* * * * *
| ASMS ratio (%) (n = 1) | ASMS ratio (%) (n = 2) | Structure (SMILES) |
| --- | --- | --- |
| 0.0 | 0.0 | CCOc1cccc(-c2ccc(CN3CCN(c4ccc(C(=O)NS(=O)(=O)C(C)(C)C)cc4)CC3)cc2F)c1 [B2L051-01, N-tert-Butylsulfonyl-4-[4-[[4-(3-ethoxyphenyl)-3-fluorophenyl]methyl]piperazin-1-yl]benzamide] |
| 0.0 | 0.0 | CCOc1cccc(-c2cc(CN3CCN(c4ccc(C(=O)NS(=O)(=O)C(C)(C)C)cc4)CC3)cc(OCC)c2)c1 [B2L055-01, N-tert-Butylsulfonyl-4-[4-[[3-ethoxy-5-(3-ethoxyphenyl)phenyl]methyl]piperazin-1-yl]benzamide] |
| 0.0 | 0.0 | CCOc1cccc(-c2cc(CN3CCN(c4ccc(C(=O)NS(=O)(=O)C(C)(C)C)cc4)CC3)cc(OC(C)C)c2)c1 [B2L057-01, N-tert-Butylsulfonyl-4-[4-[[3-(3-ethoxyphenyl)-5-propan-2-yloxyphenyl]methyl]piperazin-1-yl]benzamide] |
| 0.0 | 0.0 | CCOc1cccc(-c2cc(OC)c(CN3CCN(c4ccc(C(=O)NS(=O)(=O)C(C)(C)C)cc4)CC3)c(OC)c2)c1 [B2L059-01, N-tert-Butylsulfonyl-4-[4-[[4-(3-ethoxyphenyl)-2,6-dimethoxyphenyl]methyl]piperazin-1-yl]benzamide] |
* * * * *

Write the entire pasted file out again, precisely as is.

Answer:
| ASMS ratio (%) (n = 1) | ASMS ratio (%) (n = 2) | Structure (SMILES) |
| --- | --- | --- |
| 0.0 | 0.0 | CCOc1cccc(-c2ccc(CN3CCN(c4ccc(C(=O)NS(=O)(=O)C(C)(C)C)cc4)CC3)cc2F)c1 [B2L051-01, N-tert-Butylsulfonyl-4-[4-[[4-(3-ethoxyphenyl)-3-fluorophenyl]methyl]piperazin-1-yl]benzamide] |
| 0.0 | 0.0 | CCOc1cccc(-c2cc(CN3CCN(c4ccc(C(=O)NS(=O)(=O)C(C)(C)C)cc4)CC3)cc(OCC)c2)c1 [B2L055-01, N-tert-Butylsulfonyl-4-[4-[[3-ethoxy-5-(3-ethoxyphenyl)phenyl]methyl]piperazin-1-yl]benzamide] |
| 0.0 | 0.0 | CCOc1cccc(-c2cc(CN3CCN(c4ccc(C(=O)NS(=O)(=O)C(C)(C)C)cc4)CC3)cc(OC(C)C)c2)c1 [B2L057-01, N-tert-Butylsulfonyl-4-[4-[[3-(3-ethoxyphenyl)-5-propan-2-yloxyphenyl]methyl]piperazin-1-yl]benzamide] |
| 0.0 | 0.0 | CCOc1cccc(-c2cc(OC)c(CN3CCN(c4ccc(C(=O)NS(=O)(=O)C(C)(C)C)cc4)CC3)c(OC)c2)c1 [B2L059-01, N-tert-Butylsulfonyl-4-[4-[[4-(3-ethoxyphenyl)-2,6-dimethoxyphenyl]methyl]piperazin-1-yl]benzamide] |